R: J. Stuart Blackton. B: Alfred Lord Tennyson (poem), Eugene Mullin (scenario). D: Julia Swayne Gordon, Robert Gaillard, Kate Price. P: Vitagraph Company of America. USA 1911.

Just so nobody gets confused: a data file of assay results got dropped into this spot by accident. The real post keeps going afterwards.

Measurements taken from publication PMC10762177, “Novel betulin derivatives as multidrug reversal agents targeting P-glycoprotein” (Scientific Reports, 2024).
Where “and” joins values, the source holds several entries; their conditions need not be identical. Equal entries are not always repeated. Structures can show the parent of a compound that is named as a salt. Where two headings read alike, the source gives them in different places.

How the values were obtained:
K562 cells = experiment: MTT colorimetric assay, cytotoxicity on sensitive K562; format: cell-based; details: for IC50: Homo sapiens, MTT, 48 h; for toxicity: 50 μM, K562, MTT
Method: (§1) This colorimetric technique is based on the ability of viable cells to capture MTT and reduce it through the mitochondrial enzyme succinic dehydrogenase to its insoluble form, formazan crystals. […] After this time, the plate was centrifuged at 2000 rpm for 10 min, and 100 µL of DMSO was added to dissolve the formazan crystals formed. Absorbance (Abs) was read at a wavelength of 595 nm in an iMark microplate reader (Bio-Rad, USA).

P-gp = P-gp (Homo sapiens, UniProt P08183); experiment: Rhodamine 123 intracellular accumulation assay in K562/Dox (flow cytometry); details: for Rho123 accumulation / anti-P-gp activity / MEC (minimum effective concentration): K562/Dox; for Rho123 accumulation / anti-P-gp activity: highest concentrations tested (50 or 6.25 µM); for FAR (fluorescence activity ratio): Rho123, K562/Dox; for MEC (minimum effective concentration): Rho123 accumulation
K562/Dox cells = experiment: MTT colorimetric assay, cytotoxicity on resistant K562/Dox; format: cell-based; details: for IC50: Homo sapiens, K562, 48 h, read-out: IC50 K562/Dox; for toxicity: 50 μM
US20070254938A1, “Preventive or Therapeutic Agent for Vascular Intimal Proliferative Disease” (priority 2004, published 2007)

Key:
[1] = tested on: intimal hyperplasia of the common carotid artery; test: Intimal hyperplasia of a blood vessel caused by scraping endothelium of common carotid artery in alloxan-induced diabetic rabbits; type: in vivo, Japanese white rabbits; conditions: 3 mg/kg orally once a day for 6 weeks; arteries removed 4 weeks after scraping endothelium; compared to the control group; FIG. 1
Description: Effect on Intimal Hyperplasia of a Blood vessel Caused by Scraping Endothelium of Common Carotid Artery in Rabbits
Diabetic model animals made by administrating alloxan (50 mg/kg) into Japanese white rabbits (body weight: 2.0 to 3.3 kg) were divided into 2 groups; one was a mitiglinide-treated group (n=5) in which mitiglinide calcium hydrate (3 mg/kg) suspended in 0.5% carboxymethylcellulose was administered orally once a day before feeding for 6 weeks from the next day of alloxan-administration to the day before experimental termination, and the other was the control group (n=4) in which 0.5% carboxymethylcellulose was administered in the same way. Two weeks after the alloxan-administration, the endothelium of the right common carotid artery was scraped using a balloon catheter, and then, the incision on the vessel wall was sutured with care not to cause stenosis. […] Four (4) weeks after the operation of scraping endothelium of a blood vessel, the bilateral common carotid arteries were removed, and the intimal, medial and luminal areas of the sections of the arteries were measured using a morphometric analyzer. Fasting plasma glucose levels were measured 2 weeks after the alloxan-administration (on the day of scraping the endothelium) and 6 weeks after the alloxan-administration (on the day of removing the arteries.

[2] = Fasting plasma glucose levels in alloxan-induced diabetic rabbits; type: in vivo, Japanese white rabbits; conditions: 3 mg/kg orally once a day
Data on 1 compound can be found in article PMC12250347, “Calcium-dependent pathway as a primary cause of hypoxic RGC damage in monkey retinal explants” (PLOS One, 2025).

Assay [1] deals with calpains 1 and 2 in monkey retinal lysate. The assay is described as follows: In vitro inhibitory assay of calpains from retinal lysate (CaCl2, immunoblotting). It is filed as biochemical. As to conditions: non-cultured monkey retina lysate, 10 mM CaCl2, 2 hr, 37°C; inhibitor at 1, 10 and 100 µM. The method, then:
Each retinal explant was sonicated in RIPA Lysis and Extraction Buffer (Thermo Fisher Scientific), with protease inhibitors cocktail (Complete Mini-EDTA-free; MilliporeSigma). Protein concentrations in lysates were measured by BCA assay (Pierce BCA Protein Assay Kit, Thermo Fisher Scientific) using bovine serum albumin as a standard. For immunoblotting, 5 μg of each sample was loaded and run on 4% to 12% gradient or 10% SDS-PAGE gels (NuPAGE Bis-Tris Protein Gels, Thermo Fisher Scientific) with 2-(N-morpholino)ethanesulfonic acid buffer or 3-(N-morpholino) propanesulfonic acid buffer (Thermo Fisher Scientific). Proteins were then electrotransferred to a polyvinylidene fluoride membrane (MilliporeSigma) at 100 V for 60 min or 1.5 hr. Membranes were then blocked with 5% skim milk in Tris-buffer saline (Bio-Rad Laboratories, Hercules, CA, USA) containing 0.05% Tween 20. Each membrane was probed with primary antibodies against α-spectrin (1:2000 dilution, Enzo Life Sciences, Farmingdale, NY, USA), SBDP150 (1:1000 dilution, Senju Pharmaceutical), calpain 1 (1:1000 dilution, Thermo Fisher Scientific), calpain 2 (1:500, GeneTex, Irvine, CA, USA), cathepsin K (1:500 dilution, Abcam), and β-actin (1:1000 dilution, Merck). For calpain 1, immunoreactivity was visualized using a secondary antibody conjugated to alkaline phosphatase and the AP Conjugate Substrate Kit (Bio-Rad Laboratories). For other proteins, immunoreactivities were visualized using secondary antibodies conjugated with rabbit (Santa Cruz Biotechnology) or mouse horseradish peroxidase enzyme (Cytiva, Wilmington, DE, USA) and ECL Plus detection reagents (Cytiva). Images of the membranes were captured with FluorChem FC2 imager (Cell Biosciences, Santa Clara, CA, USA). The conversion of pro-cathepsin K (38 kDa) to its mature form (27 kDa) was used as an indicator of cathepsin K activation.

“While most historians consider her nude horseback ride a myth, Lady Godiva or ‘Godgifu’ as some sources call her was indeed a real person from the 11th century. The historical Godiva was known for her generosity to the church, and along with Leofric, she helped found a Benedictine monastery in Coventry. Contemporary accounts of her life note that ‘Godgifu’ was one of only a few female landowners in England in the 1000s, but they make no mention of a clothes-free horseback ride. That story appears to have first cropped up some 100 years after her death in a book by the English monk Roger of Wendover, who was known for stretching the truth in his writings. The legend of ‘Peeping Tom’, meanwhile, didn’t become a part of the tale until the 16th century. The Godiva myth was later popularized in songs and in verse by the likes of Alfred Lord Tennyson, who wrote a famous poem called ‘Godiva’ in 1840.”